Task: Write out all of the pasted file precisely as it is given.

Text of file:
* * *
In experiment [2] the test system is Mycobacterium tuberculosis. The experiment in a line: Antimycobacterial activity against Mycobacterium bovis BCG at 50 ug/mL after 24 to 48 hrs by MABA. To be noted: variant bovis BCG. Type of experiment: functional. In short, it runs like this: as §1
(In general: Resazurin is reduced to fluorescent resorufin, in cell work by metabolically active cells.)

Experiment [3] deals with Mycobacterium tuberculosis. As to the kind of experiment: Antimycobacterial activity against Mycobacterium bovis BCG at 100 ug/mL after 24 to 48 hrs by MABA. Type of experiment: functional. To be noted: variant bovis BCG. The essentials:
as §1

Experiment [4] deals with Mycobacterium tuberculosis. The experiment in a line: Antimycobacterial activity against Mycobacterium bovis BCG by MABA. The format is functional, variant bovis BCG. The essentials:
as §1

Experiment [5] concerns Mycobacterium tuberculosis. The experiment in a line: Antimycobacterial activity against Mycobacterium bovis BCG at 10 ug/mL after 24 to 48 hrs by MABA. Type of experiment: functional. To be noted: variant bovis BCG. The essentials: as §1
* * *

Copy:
In experiment [2] the test system is Mycobacterium tuberculosis. The experiment in a line: Antimycobacterial activity against Mycobacterium bovis BCG at 50 ug/mL after 24 to 48 hrs by MABA. To be noted: variant bovis BCG. Type of experiment: functional. In short, it runs like this: as §1
(In general: Resazurin is reduced to fluorescent resorufin, in cell work by metabolically active cells.)

Experiment [3] deals with Mycobacterium tuberculosis. As to the kind of experiment: Antimycobacterial activity against Mycobacterium bovis BCG at 100 ug/mL after 24 to 48 hrs by MABA. Type of experiment: functional. To be noted: variant bovis BCG. The essentials:
as §1

Experiment [4] deals with Mycobacterium tuberculosis. The experiment in a line: Antimycobacterial activity against Mycobacterium bovis BCG by MABA. The format is functional, variant bovis BCG. The essentials:
as §1

Experiment [5] concerns Mycobacterium tuberculosis. The experiment in a line: Antimycobacterial activity against Mycobacterium bovis BCG at 10 ug/mL after 24 to 48 hrs by MABA. Type of experiment: functional. To be noted: variant bovis BCG. The essentials: as §1